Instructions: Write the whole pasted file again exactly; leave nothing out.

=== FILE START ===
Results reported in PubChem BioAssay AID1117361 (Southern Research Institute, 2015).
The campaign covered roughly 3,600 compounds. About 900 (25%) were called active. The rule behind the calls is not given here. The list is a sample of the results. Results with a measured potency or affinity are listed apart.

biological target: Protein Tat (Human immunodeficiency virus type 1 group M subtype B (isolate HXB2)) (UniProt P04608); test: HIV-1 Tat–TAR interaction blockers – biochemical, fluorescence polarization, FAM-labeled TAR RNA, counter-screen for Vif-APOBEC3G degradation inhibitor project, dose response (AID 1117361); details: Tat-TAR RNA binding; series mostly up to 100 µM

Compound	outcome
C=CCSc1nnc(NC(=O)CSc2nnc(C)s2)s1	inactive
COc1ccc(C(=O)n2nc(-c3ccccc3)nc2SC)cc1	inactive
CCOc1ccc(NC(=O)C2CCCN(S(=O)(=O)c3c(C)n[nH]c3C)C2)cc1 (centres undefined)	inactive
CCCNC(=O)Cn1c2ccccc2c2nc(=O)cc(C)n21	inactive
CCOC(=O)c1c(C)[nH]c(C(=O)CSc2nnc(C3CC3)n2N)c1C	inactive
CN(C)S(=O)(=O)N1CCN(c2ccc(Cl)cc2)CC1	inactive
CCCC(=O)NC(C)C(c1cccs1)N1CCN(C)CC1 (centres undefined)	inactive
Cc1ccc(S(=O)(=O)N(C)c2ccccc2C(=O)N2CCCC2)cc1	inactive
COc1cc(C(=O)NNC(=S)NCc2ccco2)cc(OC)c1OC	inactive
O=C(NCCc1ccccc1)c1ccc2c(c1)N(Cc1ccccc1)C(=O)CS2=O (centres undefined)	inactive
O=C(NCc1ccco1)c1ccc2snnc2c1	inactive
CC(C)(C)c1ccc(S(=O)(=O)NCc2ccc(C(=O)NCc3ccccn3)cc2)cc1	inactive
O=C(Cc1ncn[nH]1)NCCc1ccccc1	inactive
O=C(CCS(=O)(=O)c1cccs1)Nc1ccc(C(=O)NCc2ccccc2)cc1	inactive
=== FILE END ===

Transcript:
Results reported in PubChem BioAssay AID1117361 (Southern Research Institute, 2015).
The campaign covered roughly 3,600 compounds. About 900 (25%) were called active. The rule behind the calls is not given here. The list is a sample of the results. Results with a measured potency or affinity are listed apart.

biological target: Protein Tat (Human immunodeficiency virus type 1 group M subtype B (isolate HXB2)) (UniProt P04608); test: HIV-1 Tat–TAR interaction blockers – biochemical, fluorescence polarization, FAM-labeled TAR RNA, counter-screen for Vif-APOBEC3G degradation inhibitor project, dose response (AID 1117361); details: Tat-TAR RNA binding; series mostly up to 100 µM

Compound	outcome
C=CCSc1nnc(NC(=O)CSc2nnc(C)s2)s1	inactive
COc1ccc(C(=O)n2nc(-c3ccccc3)nc2SC)cc1	inactive
CCOc1ccc(NC(=O)C2CCCN(S(=O)(=O)c3c(C)n[nH]c3C)C2)cc1 (centres undefined)	inactive
CCCNC(=O)Cn1c2ccccc2c2nc(=O)cc(C)n21	inactive
CCOC(=O)c1c(C)[nH]c(C(=O)CSc2nnc(C3CC3)n2N)c1C	inactive
CN(C)S(=O)(=O)N1CCN(c2ccc(Cl)cc2)CC1	inactive
CCCC(=O)NC(C)C(c1cccs1)N1CCN(C)CC1 (centres undefined)	inactive
Cc1ccc(S(=O)(=O)N(C)c2ccccc2C(=O)N2CCCC2)cc1	inactive
COc1cc(C(=O)NNC(=S)NCc2ccco2)cc(OC)c1OC	inactive
O=C(NCCc1ccccc1)c1ccc2c(c1)N(Cc1ccccc1)C(=O)CS2=O (centres undefined)	inactive
O=C(NCc1ccco1)c1ccc2snnc2c1	inactive
CC(C)(C)c1ccc(S(=O)(=O)NCc2ccc(C(=O)NCc3ccccn3)cc2)cc1	inactive
O=C(Cc1ncn[nH]1)NCCc1ccccc1	inactive
O=C(CCS(=O)(=O)c1cccs1)Nc1ccc(C(=O)NCc2ccccc2)cc1	inactive